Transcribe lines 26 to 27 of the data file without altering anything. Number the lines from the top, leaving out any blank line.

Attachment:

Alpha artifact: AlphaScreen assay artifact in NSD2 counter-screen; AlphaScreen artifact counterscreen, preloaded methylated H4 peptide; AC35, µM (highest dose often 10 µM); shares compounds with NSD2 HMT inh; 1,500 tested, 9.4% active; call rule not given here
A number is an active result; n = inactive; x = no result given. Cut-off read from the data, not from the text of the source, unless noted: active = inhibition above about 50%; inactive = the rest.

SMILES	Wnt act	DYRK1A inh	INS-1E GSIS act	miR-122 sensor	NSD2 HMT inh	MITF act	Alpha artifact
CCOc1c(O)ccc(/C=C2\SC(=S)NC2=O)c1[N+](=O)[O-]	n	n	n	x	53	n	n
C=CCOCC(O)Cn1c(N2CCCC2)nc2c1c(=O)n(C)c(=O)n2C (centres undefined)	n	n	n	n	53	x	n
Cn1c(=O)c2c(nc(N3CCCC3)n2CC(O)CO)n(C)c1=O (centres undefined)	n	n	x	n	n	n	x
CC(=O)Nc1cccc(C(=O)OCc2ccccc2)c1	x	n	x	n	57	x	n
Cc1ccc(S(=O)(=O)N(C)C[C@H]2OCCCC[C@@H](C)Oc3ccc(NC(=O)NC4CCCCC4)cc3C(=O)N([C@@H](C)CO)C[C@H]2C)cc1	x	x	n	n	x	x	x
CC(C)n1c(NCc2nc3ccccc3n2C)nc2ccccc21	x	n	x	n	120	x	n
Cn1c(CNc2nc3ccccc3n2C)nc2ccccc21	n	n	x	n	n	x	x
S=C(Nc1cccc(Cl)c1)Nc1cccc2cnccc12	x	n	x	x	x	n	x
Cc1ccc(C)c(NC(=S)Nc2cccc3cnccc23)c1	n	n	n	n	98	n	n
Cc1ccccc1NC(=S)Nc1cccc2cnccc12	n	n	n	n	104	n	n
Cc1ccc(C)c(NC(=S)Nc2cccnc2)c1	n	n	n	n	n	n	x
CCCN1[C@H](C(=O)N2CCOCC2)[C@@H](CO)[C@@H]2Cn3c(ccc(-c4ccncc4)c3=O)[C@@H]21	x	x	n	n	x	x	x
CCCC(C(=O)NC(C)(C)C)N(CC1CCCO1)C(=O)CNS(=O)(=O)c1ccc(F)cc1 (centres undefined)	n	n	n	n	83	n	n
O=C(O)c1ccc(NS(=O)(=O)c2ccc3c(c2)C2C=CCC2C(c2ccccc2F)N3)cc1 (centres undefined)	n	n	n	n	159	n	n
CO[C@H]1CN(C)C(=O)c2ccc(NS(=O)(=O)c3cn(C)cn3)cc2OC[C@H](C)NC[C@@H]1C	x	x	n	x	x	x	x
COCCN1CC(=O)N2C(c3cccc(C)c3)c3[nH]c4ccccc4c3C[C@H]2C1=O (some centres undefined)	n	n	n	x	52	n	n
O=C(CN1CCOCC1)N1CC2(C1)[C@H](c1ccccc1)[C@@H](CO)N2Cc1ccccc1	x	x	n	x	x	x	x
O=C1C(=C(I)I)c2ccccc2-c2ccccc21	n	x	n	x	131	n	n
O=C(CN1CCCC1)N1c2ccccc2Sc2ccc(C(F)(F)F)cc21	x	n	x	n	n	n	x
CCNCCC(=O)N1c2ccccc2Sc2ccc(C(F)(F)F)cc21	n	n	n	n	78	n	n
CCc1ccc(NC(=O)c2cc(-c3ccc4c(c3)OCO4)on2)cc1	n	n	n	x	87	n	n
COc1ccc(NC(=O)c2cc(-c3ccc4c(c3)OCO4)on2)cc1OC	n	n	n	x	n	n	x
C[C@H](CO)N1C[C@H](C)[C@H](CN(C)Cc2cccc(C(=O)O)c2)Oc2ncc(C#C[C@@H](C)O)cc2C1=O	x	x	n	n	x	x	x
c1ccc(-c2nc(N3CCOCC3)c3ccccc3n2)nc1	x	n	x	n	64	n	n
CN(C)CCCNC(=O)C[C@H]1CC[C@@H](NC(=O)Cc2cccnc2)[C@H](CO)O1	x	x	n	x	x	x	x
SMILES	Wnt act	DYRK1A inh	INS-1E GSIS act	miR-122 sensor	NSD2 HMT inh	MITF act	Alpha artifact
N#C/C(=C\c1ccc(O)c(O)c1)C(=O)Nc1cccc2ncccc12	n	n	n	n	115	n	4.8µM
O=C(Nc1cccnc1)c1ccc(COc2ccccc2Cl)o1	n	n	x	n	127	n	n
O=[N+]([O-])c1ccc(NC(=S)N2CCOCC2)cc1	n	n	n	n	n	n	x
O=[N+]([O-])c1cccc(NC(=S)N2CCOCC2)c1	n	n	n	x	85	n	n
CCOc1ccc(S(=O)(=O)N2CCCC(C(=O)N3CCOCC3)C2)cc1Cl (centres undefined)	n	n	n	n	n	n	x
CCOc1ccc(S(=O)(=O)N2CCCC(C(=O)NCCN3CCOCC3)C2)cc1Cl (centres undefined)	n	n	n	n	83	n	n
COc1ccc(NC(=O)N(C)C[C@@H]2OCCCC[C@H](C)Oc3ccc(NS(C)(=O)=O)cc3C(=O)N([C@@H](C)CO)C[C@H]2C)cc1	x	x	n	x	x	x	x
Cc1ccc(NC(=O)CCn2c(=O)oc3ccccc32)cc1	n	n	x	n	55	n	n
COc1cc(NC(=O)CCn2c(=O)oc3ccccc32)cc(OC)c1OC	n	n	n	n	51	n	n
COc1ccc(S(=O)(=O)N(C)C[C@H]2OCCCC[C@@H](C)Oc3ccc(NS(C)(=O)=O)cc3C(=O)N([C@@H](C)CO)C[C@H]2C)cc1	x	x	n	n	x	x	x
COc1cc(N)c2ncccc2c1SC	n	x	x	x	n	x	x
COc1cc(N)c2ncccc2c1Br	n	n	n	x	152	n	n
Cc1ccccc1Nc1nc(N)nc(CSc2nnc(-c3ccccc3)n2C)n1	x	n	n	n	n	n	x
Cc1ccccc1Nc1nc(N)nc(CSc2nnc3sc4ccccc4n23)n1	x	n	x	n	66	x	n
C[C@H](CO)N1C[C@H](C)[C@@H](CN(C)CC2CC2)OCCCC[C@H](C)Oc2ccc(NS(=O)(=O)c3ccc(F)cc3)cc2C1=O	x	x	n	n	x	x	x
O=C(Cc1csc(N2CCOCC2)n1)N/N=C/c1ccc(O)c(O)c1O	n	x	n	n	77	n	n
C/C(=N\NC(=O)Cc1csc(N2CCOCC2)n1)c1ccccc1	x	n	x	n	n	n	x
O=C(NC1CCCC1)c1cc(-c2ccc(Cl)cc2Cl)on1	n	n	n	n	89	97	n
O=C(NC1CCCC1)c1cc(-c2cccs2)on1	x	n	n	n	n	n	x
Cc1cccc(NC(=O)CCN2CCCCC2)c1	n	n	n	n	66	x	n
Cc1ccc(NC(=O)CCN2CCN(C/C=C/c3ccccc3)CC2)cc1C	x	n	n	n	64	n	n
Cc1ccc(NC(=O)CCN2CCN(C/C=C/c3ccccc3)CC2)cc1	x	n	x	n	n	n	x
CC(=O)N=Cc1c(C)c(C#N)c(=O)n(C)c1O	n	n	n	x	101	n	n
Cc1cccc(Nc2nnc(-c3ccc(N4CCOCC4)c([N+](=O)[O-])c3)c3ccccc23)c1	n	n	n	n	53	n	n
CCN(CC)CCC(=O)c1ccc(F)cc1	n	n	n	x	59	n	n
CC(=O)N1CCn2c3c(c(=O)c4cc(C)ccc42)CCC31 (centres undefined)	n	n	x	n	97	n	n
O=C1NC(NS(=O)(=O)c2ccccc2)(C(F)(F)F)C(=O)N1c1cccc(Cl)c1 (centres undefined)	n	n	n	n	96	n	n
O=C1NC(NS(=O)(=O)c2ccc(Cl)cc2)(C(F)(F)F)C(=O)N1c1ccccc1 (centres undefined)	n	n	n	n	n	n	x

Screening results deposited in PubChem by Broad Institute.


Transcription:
C[C@H](CO)N1C[C@H](C)[C@H](CN(C)Cc2cccc(C(=O)O)c2)Oc2ncc(C#C[C@@H](C)O)cc2C1=O	x	x	n	n	x	x	x
c1ccc(-c2nc(N3CCOCC3)c3ccccc3n2)nc1	x	n	x	n	64	n	n